Today at work we were talking about our kids and how we want them to be successful in their careers and that as much as we would like to, we can't live that part of their life out for them. They will have to make the choices, one at a time, that take them through their working life. They will question their choices, weigh the benefits, and probably take a fall or two in the process.
My son has already had a couple of jobs and is currently embarking on his third one at Panera Bread. Of the first two, one was a pretty positive experience (groundskeeper at a church) and the other was not so good (checker/cart boy/bagger at Woodmans). The not so good experience gave him a taste of how bad management and policies can make a job not-so-fun. He was finally let go when he was sick with pneumonia - including a doctors note - and was unable to cover his shifts. He bid good riddance and is a better person for it. I've heard from many people that Woodmans' management policies are pretty laughable.
Anyway, my coworkers and I were talking about how we got to where we are today. In my case, I took a job right out of college doing manual map drafting for a Minneapolis mapping firm, Markhurd Aerial Surveys.) The job was pointed to me by my girlfriend at the time. This was a woman I dated for only a few months - one of those connections that I'm certain was put in my life to get me a job.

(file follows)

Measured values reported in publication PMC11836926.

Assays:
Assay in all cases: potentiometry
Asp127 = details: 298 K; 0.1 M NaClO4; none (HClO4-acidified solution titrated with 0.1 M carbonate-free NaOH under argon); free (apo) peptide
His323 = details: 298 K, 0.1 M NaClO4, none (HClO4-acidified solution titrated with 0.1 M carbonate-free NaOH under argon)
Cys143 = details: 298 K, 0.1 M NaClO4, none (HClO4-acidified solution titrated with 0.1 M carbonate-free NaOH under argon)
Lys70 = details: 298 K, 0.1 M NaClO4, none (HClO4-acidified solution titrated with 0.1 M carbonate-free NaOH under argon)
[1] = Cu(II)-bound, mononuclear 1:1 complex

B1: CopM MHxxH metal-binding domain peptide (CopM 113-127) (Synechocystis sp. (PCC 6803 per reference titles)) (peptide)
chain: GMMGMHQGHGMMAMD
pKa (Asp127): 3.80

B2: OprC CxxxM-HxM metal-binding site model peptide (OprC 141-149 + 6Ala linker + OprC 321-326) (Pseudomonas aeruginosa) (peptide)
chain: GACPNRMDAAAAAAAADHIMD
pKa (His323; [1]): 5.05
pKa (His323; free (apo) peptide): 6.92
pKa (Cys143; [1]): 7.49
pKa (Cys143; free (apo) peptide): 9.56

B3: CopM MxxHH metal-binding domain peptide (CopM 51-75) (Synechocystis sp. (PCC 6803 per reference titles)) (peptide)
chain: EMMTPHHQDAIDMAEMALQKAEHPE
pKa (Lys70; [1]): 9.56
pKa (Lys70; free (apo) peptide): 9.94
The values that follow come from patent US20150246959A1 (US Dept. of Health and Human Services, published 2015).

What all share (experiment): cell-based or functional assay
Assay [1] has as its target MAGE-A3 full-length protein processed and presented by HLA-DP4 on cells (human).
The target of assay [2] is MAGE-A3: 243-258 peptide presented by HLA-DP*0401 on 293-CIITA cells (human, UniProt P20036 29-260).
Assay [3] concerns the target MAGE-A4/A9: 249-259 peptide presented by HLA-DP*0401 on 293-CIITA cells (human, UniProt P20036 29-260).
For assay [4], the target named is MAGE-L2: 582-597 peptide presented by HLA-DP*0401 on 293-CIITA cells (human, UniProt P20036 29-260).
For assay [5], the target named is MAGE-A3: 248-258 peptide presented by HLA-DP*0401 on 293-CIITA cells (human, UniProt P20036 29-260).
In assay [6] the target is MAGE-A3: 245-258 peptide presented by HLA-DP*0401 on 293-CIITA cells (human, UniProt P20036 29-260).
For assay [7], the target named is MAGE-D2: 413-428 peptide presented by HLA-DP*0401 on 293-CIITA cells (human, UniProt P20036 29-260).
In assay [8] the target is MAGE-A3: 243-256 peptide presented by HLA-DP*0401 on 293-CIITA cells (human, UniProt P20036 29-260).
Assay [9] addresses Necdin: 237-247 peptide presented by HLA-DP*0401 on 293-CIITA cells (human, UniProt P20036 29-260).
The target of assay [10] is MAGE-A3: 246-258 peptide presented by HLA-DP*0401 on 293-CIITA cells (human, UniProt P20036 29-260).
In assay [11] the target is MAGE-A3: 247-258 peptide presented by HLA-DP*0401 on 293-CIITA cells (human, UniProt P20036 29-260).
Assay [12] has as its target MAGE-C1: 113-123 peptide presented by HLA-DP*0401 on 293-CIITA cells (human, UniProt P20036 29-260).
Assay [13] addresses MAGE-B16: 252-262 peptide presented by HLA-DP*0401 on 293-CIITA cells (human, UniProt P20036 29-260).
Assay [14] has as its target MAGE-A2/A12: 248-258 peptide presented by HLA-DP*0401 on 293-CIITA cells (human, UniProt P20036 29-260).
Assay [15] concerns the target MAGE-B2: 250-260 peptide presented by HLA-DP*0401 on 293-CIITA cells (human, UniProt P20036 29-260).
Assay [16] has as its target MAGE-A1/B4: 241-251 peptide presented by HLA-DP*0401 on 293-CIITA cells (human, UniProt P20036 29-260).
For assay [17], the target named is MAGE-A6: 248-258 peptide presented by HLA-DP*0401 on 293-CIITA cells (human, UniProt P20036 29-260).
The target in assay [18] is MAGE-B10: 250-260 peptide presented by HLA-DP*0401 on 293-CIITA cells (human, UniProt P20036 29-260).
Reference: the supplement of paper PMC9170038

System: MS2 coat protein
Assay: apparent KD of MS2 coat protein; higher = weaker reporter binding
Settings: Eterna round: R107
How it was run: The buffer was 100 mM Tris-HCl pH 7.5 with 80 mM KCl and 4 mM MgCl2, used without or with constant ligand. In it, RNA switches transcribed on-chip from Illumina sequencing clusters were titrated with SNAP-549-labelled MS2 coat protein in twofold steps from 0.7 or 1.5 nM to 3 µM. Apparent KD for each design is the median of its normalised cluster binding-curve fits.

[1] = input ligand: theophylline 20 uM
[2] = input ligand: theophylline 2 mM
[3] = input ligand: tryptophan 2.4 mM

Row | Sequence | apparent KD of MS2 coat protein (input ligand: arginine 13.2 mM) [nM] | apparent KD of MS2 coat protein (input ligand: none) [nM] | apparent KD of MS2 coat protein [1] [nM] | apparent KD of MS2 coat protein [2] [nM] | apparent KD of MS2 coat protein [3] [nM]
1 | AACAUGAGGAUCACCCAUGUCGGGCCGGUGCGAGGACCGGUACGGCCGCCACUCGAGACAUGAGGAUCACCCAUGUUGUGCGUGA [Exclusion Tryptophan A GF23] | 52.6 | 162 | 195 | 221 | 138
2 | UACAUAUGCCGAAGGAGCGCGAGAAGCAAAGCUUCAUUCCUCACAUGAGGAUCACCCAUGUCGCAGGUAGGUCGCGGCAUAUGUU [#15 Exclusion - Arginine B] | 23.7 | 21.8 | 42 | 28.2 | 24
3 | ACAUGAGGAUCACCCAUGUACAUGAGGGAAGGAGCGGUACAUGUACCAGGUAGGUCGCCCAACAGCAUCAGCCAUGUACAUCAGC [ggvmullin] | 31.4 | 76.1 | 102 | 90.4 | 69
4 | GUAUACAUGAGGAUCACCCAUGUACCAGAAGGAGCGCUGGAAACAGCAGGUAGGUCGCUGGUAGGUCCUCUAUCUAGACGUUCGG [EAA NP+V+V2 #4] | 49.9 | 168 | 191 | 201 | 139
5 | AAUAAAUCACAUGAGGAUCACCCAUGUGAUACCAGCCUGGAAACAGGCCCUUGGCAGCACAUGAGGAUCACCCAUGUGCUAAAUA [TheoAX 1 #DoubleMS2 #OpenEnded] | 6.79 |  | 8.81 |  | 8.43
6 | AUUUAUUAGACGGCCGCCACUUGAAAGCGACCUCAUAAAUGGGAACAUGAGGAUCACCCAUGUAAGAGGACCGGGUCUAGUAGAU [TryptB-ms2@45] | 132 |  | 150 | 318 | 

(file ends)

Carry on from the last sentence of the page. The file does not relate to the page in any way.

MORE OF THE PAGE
The interesting part of this job was that it only paid $5.50/hour.
With a college degree.
My friends pretty much laughed at the fact that I would even consider it. My point was that I was doing a job I loved, in my field of study, and gaining valuable experience in the process.
Well, it led to a layoff. Then, a job offer in a place called, Waukesha, Wisconsin to do "CADD mapping". It was a significant pay increase to...$7.50/hr! Now, most people thought this was hardly worth moving out of state for a $7.50/hr job. But this time my rationale was similar:
Take a job that I would love, in my field of study, gaining even more valuable experience, for a little more money!
That was the leap of faith I would tell my kids to take today if they were doing the same thing. I would question it, no doubt, as my own mother did when I moved. But I think it is these leaps that give us the most growth. I was scared to death driving across the state of Wisconsin, but I am glad I followed my instincts, because it lead me to a career that I have been blessed to have.
So this summer my Sarah will be taking an internship in Vilas County, Wisconsin. It will give her valuable experience, for a little pay and give her a sense on whether environmental science is what she wants to pursue.
And we will be right there with her, cheering her on.